"Moonglow unfolds as the deathbed confession of a man the narrator refers to only as "my grandfather." It is a tale of madness, of war and adventure, of sex and marriage and desire, of existential doubt and model rocketry, of the shining aspirations and demonic underpinnings of American technological accomplishment at midcentury, and, above all, of the destructive impact--and the creative power--of keeping secrets and telling lies."--Dust jacket.
Most of the story centers around his grandfather's efforts during WWII to track down the inventor of the V-2, a rocket with a murderous purpose but also one important chapter in the complicated history of rocketry and space exploration. That history serves as a parallel to the history of the family; some might find it distracting but for me it served as the anchor for the grandfather's life. His passion for rocketry feels so real, so imperative to his character. His love for his wife (Mike's grandmother) and his acts of heroism and cowardice in various moments of his young adult life make a good story. But the thread of rocketry and its intersections with those heroic and cowardly and passionate moments is what pulls it all together. That said, this novel is not about rockets or rocketry. It is a family saga and a poignant story of the devastating effect of war. It is the story of mental illness born of deep trauma. It is the story of love and loss, anger and aging. And it's brilliant.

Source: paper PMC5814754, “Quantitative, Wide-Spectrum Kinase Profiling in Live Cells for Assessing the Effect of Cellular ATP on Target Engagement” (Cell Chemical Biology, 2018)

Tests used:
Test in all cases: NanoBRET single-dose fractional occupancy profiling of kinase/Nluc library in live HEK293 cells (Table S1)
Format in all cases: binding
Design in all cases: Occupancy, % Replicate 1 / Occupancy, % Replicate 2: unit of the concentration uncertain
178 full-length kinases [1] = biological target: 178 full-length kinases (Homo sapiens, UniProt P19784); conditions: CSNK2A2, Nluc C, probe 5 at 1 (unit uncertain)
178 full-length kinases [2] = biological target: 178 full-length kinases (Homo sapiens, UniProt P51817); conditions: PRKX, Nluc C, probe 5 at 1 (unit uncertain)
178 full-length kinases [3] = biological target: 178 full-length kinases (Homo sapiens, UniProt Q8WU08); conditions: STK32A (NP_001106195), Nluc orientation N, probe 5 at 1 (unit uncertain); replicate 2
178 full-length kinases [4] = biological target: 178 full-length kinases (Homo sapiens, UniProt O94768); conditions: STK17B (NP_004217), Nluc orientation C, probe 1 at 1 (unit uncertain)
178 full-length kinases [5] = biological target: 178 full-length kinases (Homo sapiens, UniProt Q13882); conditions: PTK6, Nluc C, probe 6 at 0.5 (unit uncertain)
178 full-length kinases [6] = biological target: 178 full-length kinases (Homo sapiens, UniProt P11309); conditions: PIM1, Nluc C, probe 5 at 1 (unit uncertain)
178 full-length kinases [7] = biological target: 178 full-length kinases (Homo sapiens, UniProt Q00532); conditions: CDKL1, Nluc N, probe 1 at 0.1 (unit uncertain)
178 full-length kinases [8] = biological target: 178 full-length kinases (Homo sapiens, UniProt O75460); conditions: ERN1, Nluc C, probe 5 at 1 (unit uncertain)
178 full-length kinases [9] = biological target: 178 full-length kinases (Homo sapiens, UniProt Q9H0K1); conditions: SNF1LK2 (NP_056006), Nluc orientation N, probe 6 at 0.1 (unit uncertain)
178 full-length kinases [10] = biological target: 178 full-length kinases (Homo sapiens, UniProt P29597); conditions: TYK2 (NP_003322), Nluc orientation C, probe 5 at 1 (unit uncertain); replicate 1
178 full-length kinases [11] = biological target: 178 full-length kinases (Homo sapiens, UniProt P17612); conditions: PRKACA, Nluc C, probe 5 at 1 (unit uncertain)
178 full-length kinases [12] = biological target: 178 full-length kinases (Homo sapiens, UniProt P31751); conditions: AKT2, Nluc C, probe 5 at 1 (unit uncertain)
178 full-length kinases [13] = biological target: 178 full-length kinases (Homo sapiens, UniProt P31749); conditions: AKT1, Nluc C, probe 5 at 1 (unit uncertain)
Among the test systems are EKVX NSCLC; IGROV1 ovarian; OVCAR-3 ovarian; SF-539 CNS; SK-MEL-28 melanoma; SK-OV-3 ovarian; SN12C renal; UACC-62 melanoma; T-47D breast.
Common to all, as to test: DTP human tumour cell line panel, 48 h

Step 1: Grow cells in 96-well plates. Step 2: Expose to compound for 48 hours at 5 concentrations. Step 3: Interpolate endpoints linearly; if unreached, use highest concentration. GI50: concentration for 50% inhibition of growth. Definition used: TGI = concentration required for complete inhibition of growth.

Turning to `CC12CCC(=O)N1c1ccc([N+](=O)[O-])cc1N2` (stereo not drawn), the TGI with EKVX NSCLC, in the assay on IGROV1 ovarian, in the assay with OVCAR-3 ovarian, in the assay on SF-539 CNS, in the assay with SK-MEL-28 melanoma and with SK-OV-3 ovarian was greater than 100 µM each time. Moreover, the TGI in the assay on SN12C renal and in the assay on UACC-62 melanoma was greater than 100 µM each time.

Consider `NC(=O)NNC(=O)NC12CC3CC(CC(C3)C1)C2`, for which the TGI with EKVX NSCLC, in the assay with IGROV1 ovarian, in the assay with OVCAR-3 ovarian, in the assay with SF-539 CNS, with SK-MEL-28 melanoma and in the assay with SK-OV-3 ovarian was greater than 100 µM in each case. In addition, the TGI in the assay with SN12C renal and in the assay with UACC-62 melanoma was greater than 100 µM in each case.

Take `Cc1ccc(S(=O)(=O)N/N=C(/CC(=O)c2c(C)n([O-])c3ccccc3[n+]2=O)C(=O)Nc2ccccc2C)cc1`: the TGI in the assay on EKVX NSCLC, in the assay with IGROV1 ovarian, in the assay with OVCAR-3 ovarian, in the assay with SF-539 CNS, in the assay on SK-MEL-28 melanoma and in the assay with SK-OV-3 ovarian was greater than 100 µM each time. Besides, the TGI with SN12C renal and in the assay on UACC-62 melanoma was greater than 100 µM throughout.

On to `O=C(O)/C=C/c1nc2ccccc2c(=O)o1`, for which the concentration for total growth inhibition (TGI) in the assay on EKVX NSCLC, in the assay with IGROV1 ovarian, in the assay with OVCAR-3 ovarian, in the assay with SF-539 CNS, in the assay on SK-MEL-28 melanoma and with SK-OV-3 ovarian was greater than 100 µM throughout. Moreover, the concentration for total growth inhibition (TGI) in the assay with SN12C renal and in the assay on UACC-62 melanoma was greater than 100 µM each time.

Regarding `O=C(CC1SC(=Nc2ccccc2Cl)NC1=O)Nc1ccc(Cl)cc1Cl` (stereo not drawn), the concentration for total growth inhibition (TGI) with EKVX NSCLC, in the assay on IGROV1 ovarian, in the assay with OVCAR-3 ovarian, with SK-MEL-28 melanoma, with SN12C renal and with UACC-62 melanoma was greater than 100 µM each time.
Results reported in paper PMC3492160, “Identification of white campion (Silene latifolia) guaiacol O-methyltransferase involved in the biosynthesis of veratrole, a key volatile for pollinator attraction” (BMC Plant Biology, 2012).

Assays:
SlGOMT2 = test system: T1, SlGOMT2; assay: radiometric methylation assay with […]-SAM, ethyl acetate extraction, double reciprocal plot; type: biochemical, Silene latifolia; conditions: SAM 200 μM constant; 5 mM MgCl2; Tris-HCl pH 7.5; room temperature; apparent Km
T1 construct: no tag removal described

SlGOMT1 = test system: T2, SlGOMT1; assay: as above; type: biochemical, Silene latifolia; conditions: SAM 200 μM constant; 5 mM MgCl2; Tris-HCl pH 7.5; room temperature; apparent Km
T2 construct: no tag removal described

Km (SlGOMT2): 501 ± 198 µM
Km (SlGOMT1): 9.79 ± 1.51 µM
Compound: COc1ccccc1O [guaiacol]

What emerges is a straight-forward novel about an interesting man with the framing device of their conversations before he dies. The story is mostly chronological, with some jumping back and forth in time, from his childhood as a Jewish boy running around places he wasn't allowed, to his involvement in trying to find German scientists before the Soviets do at the end of WWII, to how he met his wife and their life together, and his life as a widower in Florida. In many ways, he lived an ordinary life, but in others he was extraordinary; in his devotion to the wife who never fully recovered from her life in France during the war, in his feeling of obligation to a German man who is being bullied in prison, to his fascination with the space race.
Chabon writes with an enormous amount of affection about his grandfather, and that sentiment pervades the novel. It's also, at a more basic level, just a good story about an interesting, yet ordinary man, well-told.
I must admit, up front, that I’ve never a book by this author. That is not to say I don’t have his books sitting on my shelves or loaded onto my Kindle, because I do. However, I’ve never managed to get around to reading them.